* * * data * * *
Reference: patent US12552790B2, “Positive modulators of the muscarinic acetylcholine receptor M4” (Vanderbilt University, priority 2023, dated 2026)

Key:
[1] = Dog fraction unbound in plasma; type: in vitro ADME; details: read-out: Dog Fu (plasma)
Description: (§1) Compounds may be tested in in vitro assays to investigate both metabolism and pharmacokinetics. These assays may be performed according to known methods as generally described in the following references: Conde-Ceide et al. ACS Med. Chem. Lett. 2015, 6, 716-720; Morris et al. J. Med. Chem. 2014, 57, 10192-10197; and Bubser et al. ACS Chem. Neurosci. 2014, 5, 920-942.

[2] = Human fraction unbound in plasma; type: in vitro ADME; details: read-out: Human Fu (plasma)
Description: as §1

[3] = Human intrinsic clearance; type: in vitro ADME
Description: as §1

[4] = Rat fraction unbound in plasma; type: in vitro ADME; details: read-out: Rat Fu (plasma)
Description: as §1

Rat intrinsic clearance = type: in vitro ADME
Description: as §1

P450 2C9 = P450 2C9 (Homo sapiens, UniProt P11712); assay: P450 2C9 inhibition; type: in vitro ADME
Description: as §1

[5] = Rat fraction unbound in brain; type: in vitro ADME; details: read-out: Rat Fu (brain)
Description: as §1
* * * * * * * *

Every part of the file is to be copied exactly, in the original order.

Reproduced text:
Reference: patent US12552790B2, “Positive modulators of the muscarinic acetylcholine receptor M4” (Vanderbilt University, priority 2023, dated 2026)

Key:
[1] = Dog fraction unbound in plasma; type: in vitro ADME; details: read-out: Dog Fu (plasma)
Description: (§1) Compounds may be tested in in vitro assays to investigate both metabolism and pharmacokinetics. These assays may be performed according to known methods as generally described in the following references: Conde-Ceide et al. ACS Med. Chem. Lett. 2015, 6, 716-720; Morris et al. J. Med. Chem. 2014, 57, 10192-10197; and Bubser et al. ACS Chem. Neurosci. 2014, 5, 920-942.

[2] = Human fraction unbound in plasma; type: in vitro ADME; details: read-out: Human Fu (plasma)
Description: as §1

[3] = Human intrinsic clearance; type: in vitro ADME
Description: as §1

[4] = Rat fraction unbound in plasma; type: in vitro ADME; details: read-out: Rat Fu (plasma)
Description: as §1

Rat intrinsic clearance = type: in vitro ADME
Description: as §1

P450 2C9 = P450 2C9 (Homo sapiens, UniProt P11712); assay: P450 2C9 inhibition; type: in vitro ADME
Description: as §1

[5] = Rat fraction unbound in brain; type: in vitro ADME; details: read-out: Rat Fu (brain)
Description: as §1